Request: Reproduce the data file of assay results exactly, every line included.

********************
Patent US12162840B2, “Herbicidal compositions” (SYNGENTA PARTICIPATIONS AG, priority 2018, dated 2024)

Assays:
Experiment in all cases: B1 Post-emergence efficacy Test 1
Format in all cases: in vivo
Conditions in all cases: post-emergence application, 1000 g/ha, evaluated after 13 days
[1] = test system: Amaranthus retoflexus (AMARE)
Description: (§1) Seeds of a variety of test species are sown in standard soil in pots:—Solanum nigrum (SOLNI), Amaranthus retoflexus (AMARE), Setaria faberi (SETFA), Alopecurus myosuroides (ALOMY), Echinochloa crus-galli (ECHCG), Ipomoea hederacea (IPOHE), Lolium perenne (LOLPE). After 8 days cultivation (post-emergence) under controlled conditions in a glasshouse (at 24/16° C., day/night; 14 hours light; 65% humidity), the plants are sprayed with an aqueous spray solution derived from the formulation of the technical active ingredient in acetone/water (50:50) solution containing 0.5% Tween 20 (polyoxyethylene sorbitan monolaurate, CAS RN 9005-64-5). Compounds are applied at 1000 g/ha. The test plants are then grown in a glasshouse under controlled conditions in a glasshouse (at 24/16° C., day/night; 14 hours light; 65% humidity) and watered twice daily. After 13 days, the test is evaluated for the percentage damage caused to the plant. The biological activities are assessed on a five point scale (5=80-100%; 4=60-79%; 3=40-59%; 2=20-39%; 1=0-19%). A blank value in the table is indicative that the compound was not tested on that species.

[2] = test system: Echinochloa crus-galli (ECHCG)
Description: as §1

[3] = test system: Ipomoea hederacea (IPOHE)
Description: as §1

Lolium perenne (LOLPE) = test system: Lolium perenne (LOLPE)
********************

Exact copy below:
Patent US12162840B2, “Herbicidal compositions” (SYNGENTA PARTICIPATIONS AG, priority 2018, dated 2024)

Assays:
Experiment in all cases: B1 Post-emergence efficacy Test 1
Format in all cases: in vivo
Conditions in all cases: post-emergence application, 1000 g/ha, evaluated after 13 days
[1] = test system: Amaranthus retoflexus (AMARE)
Description: (§1) Seeds of a variety of test species are sown in standard soil in pots:—Solanum nigrum (SOLNI), Amaranthus retoflexus (AMARE), Setaria faberi (SETFA), Alopecurus myosuroides (ALOMY), Echinochloa crus-galli (ECHCG), Ipomoea hederacea (IPOHE), Lolium perenne (LOLPE). After 8 days cultivation (post-emergence) under controlled conditions in a glasshouse (at 24/16° C., day/night; 14 hours light; 65% humidity), the plants are sprayed with an aqueous spray solution derived from the formulation of the technical active ingredient in acetone/water (50:50) solution containing 0.5% Tween 20 (polyoxyethylene sorbitan monolaurate, CAS RN 9005-64-5). Compounds are applied at 1000 g/ha. The test plants are then grown in a glasshouse under controlled conditions in a glasshouse (at 24/16° C., day/night; 14 hours light; 65% humidity) and watered twice daily. After 13 days, the test is evaluated for the percentage damage caused to the plant. The biological activities are assessed on a five point scale (5=80-100%; 4=60-79%; 3=40-59%; 2=20-39%; 1=0-19%). A blank value in the table is indicative that the compound was not tested on that species.

[2] = test system: Echinochloa crus-galli (ECHCG)
Description: as §1

[3] = test system: Ipomoea hederacea (IPOHE)
Description: as §1

Lolium perenne (LOLPE) = test system: Lolium perenne (LOLPE)